I’m probably not the only person who suddenly wondered if my computer had gone funny a few weeks ago when the Windows Live sign-in page looked very different from the one I’m used to. It was only after tracking down the Windows Live team blog and reading the article about it that I realized what was going on. And it seems from the comments on that post that a lot of people are upset by the change.
According to the relevant blog post, the reason for the change is that the implementation of “tiles” that remember your email address was “causing confusion” amongst users (they obviously refrained from using the familiar excuse that perhaps people are just becoming more stupid). It seems that the workings of the blatantly obvious “Remember my password” checkbox were unclear. Now you have only two options: enter your email address and password in full every time, or click “Keep me signed in” so you never see the sign-in page again.
However, if you visit a non-affiliated site that accepts a Windows Live ID, you get redirected to the Windows Live sign-in page and you see the old “tile” format – though without the “Remember my password” checkbox and with a note to let you know that the site wants to use your Live ID for authentication. Obviously this will confuse the stupid people even more.
As an aside on the “stupid” topic, there’s a delightful tale doing the rounds that concerns a well-known and supposedly non-intellectual football player here in England. When asked by his team manager about the cylindrical metallic object in his kitbag, the player replied “It’s one of those new unbreakable vacuum flasks. My wife gave it to me as a birthday present. It’s amazing – it keeps hot things hot and cold things cold”. “Really?”, replied the manager, “What have you got in it?” to which the footballer replied “Two cups of coffee and a choc-ice”…
But getting back to the topic in hand, now there are two issues. If I choose not to stay signed in (which is typically the case if you are as paranoid as I am), I have to enter my email address in full every time I visit Hotmail or a site that uses Live ID for authentication. And because I tend to spell “hotmail.com” as “homtail.com” most times, it takes three attempts to log in even though I got the password right. I can’t help wondering why they didn’t put a “Remember only my email address” checkbox on there as well, even if they need to add a stupid-people explanation popup such as “tick this box if you want us to automatically fill in your email address so that you won’t spell ‘hotmail’ wrong every time”.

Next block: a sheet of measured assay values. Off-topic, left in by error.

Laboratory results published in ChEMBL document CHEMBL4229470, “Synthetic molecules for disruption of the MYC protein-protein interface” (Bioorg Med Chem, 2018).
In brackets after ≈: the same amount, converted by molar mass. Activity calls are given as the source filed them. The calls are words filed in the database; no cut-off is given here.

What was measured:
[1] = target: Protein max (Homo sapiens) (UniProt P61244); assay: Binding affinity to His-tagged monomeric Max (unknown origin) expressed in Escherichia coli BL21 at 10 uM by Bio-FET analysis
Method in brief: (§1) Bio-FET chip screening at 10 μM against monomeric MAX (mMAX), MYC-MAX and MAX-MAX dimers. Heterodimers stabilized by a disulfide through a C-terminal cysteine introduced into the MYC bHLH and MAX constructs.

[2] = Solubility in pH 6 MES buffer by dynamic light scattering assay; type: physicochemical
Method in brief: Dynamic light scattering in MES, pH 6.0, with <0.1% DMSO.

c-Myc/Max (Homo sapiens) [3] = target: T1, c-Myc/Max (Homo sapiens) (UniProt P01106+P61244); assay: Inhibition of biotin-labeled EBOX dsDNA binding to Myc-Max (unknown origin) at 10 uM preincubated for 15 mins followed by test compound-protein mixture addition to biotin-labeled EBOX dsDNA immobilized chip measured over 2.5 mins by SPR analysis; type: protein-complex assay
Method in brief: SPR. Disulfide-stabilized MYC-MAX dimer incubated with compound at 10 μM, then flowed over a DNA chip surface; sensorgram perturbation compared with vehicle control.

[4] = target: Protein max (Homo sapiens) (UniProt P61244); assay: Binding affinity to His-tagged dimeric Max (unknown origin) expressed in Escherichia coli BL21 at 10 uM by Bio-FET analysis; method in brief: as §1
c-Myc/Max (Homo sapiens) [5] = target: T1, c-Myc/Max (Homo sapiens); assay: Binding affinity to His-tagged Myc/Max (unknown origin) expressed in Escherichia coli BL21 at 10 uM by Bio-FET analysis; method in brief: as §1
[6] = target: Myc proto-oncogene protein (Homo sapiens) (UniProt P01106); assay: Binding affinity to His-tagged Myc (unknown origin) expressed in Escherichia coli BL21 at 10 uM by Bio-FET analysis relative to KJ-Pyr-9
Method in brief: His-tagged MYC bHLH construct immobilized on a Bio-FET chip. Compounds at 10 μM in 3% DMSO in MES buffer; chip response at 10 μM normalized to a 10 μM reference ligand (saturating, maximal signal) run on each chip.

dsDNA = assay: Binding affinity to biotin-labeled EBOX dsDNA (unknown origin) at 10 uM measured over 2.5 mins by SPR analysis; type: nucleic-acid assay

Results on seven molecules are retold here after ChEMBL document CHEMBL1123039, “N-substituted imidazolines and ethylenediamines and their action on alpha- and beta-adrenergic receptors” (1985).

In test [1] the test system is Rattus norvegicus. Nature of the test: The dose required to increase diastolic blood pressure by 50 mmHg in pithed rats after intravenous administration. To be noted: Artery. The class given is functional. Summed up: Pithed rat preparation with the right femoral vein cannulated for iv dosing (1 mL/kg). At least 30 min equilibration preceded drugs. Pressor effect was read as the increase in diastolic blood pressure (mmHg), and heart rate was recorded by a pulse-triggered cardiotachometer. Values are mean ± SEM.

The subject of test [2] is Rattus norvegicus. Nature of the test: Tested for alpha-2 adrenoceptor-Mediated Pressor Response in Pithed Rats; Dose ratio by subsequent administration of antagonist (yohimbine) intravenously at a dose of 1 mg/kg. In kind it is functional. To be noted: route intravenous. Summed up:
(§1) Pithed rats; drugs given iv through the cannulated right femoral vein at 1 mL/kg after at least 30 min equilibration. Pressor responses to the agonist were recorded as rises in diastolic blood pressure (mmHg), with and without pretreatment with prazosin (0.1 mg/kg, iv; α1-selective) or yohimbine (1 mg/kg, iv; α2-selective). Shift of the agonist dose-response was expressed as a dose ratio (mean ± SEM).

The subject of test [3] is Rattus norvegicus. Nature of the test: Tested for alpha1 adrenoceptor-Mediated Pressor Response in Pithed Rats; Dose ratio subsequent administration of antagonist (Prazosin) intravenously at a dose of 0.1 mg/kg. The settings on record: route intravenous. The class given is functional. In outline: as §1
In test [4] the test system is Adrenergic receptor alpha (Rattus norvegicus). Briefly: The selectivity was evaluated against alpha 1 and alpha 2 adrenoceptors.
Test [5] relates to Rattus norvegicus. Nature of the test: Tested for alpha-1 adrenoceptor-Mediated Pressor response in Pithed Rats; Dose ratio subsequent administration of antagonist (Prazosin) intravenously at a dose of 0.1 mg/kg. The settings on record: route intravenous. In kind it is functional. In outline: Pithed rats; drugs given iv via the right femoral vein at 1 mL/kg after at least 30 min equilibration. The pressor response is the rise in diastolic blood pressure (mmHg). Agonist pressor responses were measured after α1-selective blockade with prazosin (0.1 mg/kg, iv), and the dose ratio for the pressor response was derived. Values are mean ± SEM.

Or even make it the same as in Outlook Web Access where you can specify if this is a public or a private computer to have it remember your email address in the login page. This is, of course, the second issue. After a few abortive attempts and the general annoyance at having to type their email address every time, how many users will just click “Keep me signed in”? And then let their kids, neighbours, friends, and everyone else in the Internet cafe access this email account?
Hopefully you noticed the new “Get a single use code to sign in with” link on the sign-in page that’s designed for when you aren’t on your own machine…
Mind you, this discovery and subsequent aggravation did prompt me into something I’ve been thinking for a while I should do. It’s time that I sorted out my logons and passwords, and tried to figure out where I have accounts with the multitude of websites I’ve visited over the years. And either close unwanted accounts or make sure I’m using different passwords for each of them.
Most sites now offer a “Close my account” option, and I made use of this where I could. Though many of the sites I’ve used over the years are no longer there (I just hope they haven’t sold my login details to anyone else). I even managed to slim the number of different accounts I have with Hotmail, Amazon, PayPal, and others down to a single account with each. Other sites where I couldn’t locate a “Close my account” option I found I could simply change all of the personal details into meaningless strings of random characters, and then set a ridiculously long and complex password.
But there are some sites that seem to go out of their way to make life difficult. One prime example must be the Sony UK web store. I tried contacting the online assistant using their chat facility, but was firmly told that it was not possible to close my account and that they could not remove my personal details from the site. So I tried to update them to random stuff, and discovered that it’s not actually possible to change them at all, even with fully valid entries in every textbox. Even if you open the details page and then just click “Save changes” it tells you that you must “Choose an appropriate form for your address”.
Oh well, I though, I’ll just change the password to something really long and complex instead. But the first attempt failed because I included an invalid character. And all subsequent attempts simply displayed an error message saying that you can only update your password once a day. Though I must have achieved something because today I can’t log in at all, and the retrieve password feature doesn’t even recognize my email address. I suppose that means I can never buy another of those glorious laptops they advertise…